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Gabbard urges support for military sexual assault survivors


Congresswoman Tulsi Gabbard has voted in the House Armed Services Committee to advance the National Defense Authorization Act (NDAA) for Fiscal Year 2015.

During the more than 14 hours of debate Wednesday, she made an impassioned argument for including reforms to the military justice system that would remove a commander’s authority to determine whether a sexual assault case should be prosecuted.

“Through this whole conversation about this epidemic of sexual assault in the military, the voice that is not often heard enough is the voices of those servicemembers who have been through this,,” said Gabbard during debate over the NDAA in the House Armed Services Committee. “When you speak to them one-on-one, they tell you that the number one change that will make a difference – it won’t solve this complicated issue, but it will make a difference – is taking this decision-making authority outside of the chain of command.

“This will not solve the entire problem. This is not the silver bullet. There is not one that exists. I don’t believe that. But this will create a significant change to this problem that we have faced for decades. My concern is that when Congress shifts its attention to another issue, will we have a system that is in place that will hold people accountable and that will maintain this fair, transparent, and independent system that will bring about justice?”

Last year, Gabbard and Rep. Dan Benishek (R-MI) introduced military justice reform legislation in the House. Their bill received wide bipartisan support in the House, including Democratic and Republican leadership.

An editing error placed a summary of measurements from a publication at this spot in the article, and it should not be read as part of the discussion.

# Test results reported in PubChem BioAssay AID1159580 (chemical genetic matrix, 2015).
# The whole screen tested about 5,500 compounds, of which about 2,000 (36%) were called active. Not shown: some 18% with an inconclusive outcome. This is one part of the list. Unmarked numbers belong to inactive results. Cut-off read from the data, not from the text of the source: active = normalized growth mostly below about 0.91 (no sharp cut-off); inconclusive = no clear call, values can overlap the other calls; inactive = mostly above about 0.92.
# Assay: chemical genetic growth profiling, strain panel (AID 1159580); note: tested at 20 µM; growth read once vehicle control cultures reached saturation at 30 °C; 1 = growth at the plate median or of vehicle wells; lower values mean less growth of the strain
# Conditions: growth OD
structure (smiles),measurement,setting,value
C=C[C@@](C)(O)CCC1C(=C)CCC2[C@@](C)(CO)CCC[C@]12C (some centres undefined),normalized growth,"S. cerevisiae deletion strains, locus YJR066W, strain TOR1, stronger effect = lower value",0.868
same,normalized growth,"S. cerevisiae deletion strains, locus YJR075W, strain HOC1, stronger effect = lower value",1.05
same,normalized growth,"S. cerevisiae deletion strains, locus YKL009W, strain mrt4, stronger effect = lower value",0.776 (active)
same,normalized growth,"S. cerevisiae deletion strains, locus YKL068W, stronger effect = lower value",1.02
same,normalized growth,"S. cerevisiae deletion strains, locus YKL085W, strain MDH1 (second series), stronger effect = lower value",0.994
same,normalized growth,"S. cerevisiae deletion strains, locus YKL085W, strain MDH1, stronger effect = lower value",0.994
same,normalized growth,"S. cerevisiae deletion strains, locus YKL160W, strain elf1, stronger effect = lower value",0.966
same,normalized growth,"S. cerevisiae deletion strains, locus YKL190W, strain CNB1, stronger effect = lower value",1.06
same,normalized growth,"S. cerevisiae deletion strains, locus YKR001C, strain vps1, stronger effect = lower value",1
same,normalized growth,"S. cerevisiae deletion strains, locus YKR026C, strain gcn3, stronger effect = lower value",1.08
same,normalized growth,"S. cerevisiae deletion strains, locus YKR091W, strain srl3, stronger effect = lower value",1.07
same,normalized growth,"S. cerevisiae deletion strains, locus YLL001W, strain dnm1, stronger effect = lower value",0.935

Gabbard also successfully passed amendments to the NDAA regarding missile defense for Hawaii, civil liberties protections in cyber systems, US strategy in the Asia-Pacific region, which would:

* Require the Missile Defense Agency to report on keeping the Aegis Ashore missile defense test system permanently at the Pacific Missile Range Facility on Kauai, and converting it from a test site to a full-time operational site for the defense of Hawaii

* Improve accountability of DOD cybersecurity systems, calling for the Department to incorporate new privacy and civil liberties protections into its cyber systems

* Increase accountability for Department of Defense funds used to combat drug trafficking

* And was an original cosponsor of a bipartisan amendment proposed by Representatives Madeleine Bordallo (GU-0), Colleen Hanabusa (HI-01) and Randy Forbes (VA-04) that calls for a comprehensive U.S strategy in the Asia-Pacific region

The NDAA will go to the full House for consideration later this month.

Gabbard Reiterates Call for Federal GE Food Labeling

Following news of the first state law to require labeling for genetically engineered (GE) food, Congresswoman Tulsi Gabbard has reiterated her call for a Federal labeling law. Vermont Governor Peter Shumlin indicated he would sign a GE food labeling bill into law on May 8.

“This is a very simple issue. People have a right to know what is in the food they eat and feed their families. I commend Vermont Governor Peter Shumlin for his support for GE food labeling legislation,” said Congresswoman Tulsi Gabbard, who is an original cosponsor of the bipartisan Genetically Engineered Food Right-to-Know Act (H.R. 1699). “Labeling GE food will provide consumers with the straightforward, transparent information they need to make informed decisions about their food. Congress must act immediately on the legislation I have co-sponsored that will create clear, consistent labeling standards across the country.”